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Help us fix the pain in the neck
July 14, 2011 4:20 PM   Subscribe

The partner has two herniated discs in his neck C6/C7, as well as some disc bulges. Have you have success with treatment for the same problem in the same area? If so, what was it?

The orthopedic surgeon suggested shots and referred us to a "spinal specialist" for said shots. He didn't say anything about PT or surgery. If you've had herniated discs in your neck, what did you do for pain relief, both immediate and ongoing? (While I understand that lower-back and sciatic pain is more common, I don't think that they're exactly the same, so I'm specifically looking for pain-in-the-neck solutions.)
posted by Ollie to Health & Fitness (8 answers total) 4 users marked this as a favorite
 
I would get a second opinion from a physiatrist (rehab medicine doctor). If the surgeon does not think surgery is in order, that is great news. The down side is that the only two options you really have are PT or shots.

PT could be very beneficial.

I have had herniated discs in both the lower and upper back. I noticed a change in my overall neck health from day one when I began PT for my neck.

Heat also helped me a lot for the neck. Be careful not to overdo it. It is easy to give yourself a headache from too much heat to that area. My physiatrists and surgeon have told me that heat is preferable to ice because it relaxes the muscles that surround the structures that are hurt, but I can use whichever gives me relief.

Some people get very good results from the various kinds of shots. I did not. I had categorically negative experiences with shots-- steroids, nerve blocks, etc. Doing several rounds of shots delayed surgery that I needed. That said, your surgeon has apparently ruled out your need for surgery.

Even though I had bad experiences with shots, I think that the patient-run websites about shots overstate the risks and do not give a good sense of what the can do for you.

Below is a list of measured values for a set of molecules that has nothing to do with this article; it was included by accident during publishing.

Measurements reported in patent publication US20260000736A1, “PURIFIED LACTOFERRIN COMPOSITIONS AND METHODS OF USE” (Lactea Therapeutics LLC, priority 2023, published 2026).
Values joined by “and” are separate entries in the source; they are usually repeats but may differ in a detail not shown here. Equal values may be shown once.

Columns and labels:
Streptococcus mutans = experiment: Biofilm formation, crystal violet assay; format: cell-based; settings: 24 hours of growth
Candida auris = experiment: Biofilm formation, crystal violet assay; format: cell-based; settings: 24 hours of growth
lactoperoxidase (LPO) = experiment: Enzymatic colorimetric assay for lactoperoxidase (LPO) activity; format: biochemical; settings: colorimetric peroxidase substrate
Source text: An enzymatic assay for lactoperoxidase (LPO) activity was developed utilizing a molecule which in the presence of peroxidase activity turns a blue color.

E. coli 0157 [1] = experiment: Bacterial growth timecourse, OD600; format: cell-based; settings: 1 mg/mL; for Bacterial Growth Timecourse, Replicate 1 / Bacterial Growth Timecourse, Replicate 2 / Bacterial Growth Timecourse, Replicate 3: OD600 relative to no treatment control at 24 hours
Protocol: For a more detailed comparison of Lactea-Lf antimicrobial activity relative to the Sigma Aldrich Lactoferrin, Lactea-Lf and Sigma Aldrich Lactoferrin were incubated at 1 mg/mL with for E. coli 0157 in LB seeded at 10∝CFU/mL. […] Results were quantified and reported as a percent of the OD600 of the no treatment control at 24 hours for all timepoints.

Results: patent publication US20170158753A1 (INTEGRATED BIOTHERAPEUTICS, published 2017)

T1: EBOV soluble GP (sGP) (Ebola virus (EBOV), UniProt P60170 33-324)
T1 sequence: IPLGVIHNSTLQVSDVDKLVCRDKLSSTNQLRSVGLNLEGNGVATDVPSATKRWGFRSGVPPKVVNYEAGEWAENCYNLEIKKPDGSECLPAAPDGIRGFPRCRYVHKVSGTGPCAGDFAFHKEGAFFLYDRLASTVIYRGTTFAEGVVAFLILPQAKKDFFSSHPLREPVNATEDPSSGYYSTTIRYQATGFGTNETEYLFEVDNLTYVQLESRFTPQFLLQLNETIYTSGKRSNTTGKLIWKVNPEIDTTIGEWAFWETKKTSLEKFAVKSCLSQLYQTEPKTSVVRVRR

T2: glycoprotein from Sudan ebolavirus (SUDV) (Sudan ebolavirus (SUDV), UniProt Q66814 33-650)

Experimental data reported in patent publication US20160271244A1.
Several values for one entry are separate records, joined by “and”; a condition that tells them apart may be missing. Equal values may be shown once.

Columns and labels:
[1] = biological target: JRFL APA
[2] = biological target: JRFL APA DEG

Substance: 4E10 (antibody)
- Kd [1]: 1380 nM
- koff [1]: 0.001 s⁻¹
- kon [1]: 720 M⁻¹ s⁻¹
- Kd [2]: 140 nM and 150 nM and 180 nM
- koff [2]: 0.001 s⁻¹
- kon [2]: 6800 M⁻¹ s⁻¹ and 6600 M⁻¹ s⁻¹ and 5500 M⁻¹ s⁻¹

Usual caveats are in order: I am not a doctor, every person's condition is different.

So: 1) get a second opinion from rehab medicine doctor for PT referral, 2) heat, 3) in the meantime, give shots a try.
posted by vincele at 4:46 PM on July 14, 2011


I knew my body craved fish oil for my immune system, but just on a lark I took an extra large dose last month and was shocked that my neck pain completely disappeared. I would never have figured that out if I hadn't tried it. So, I am saying my pain seems to be 100% caused by inflammation. It would be a clue if this would work for you if ibuprofen helps. Ibuprofen helps but never completely removes the pain. Fish oil completely removes the pain for me. I take 5,000 Mgs once or twice a day. It seems like a lot to me. You should ask your doctor before taking that much.

I have what I consider a pinched nerve in my neck.
posted by cda at 5:37 PM on July 14, 2011


I have herniation in C5/C6. I've also been sent for shots (appointment is this month). I'm optimistic.

What I have tried: ice, heat, stretching, traction, new pillows/mattress, deliberate posture control, limiting time reading and on the computer, muscle relaxants, bed rest, low and high dose anti inflammatories, iron/magnesium/calcium/multivitamin supplements, and narcotic pain relief.

What has worked: basically nothing.

The best I can do is keep overall pain levels as managed as possible and gently stretch often. The numbness/tingling in my arms has made me exceedingly clumsy so I try to not handle anything expensive or breakable.

But I'd definitely get a second opinion if the shots don't help. PT is also a good idea. It sounds like the doctor isn't listening all that well - so you may need to push to get a referral to PT.

The bottom line is that neck disk herniation is painful and hard to treat. I literally feel you partner's pain and it sucks. The best thing you can do is keep being so supportive.